Tonie Van Dam has been awarded the 2019 Vening Meinesz medal by the European Geosciences Union for her work in geodesy
Photo: European Geosciences Union (EGU)/Pfluegl
The University of Luxembourg’s Tonie Van Dam has been awarded the 2019 Vening Meinesz medal by the European Geosciences Union for her work in geodesy, a field which uses mathematics to deal with Earth’s geometric shape.
In her work, Van Dam--whom the EGU calls “a world leader” in her field--uses space geodetic observation techniques to better understand Earth deformations.
Van Dam is the current vice rector for doctoral education and training, gender and international relations at the University of Luxembourg. She has also played a pivotal role in launching the university’s interdisciplinary space master programme, which begins this autumn 2019 and combines business and space studies.
The EGU hailed Van Dam’s work, calling her 2001 paper, titled “Crustal displacements due to continental water loading”, “a classic in geodesy” and further called her a “world leader in modelling geodetic observations”--appropriate, given that she was the first to develop a model to exemplify how data can be distorted if Earth’s fluctuations are strong enough. Her research has also led to further insights on the impacts of climate change, e.g., ice mass shrinkage in Greenland.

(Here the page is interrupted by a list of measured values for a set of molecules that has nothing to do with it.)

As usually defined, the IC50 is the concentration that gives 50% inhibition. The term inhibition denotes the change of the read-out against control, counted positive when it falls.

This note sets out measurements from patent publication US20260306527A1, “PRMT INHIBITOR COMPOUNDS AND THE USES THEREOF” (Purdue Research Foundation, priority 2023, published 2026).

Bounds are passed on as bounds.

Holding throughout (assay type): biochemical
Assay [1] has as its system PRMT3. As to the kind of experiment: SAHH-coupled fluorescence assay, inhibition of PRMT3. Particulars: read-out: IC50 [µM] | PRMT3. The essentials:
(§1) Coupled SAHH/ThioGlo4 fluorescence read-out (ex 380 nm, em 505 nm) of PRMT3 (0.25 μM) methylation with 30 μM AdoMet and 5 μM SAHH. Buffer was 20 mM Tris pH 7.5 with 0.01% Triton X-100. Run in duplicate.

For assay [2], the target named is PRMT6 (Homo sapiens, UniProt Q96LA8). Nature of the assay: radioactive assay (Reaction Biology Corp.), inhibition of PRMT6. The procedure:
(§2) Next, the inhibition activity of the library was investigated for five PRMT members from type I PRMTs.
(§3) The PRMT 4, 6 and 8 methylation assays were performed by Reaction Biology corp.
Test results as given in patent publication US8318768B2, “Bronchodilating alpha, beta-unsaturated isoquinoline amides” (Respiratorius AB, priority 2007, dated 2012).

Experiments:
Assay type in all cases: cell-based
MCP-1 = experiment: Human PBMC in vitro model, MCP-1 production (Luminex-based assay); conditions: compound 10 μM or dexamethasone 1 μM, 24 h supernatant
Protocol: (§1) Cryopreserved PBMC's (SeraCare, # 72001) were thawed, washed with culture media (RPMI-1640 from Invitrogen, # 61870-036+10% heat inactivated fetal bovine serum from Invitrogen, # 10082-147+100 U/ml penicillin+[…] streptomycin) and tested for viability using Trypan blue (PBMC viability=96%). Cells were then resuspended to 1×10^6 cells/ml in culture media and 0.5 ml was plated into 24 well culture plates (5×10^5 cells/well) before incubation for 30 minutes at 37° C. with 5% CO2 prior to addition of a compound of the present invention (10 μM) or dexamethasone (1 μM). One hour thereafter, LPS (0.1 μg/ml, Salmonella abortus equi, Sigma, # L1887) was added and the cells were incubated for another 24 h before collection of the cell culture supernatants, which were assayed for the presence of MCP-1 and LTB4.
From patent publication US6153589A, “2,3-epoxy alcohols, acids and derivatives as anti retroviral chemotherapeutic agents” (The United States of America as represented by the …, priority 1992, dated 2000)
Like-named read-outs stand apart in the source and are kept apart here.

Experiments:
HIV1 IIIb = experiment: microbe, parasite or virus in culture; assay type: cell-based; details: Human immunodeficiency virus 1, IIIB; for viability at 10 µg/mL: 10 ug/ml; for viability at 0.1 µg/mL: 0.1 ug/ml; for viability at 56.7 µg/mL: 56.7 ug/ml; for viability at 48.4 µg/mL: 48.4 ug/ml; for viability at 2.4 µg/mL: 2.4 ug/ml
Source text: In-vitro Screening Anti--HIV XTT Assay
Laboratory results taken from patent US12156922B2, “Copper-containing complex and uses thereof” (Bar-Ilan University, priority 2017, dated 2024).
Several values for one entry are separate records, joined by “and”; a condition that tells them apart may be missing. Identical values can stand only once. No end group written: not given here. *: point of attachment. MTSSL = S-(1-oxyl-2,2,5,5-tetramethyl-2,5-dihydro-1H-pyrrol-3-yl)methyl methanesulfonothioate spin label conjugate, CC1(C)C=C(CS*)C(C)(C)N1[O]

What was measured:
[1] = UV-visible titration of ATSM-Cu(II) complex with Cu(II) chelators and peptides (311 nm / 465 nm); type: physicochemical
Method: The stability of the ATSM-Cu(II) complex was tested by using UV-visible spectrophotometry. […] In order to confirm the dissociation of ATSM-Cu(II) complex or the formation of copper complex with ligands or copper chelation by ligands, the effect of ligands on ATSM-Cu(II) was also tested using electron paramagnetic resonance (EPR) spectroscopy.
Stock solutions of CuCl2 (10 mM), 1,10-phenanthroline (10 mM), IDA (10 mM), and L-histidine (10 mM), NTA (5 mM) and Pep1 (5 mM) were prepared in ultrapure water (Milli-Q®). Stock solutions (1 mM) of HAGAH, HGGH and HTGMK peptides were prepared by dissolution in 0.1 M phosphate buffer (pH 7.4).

“You can imagine the earth like an elastic rubber ball. If you apply pressure at a certain point, it slightly deforms,” Van Dam explained in a university communiqué. “When you study the earth’s shape, for example plate tectonics, and you ignore those fluctuations, you are introducing errors.”
Van Dam also received the grand prize in geological sciences from the Luxembourg’s Institut Grand-ducal in 2017 for her pioneering work.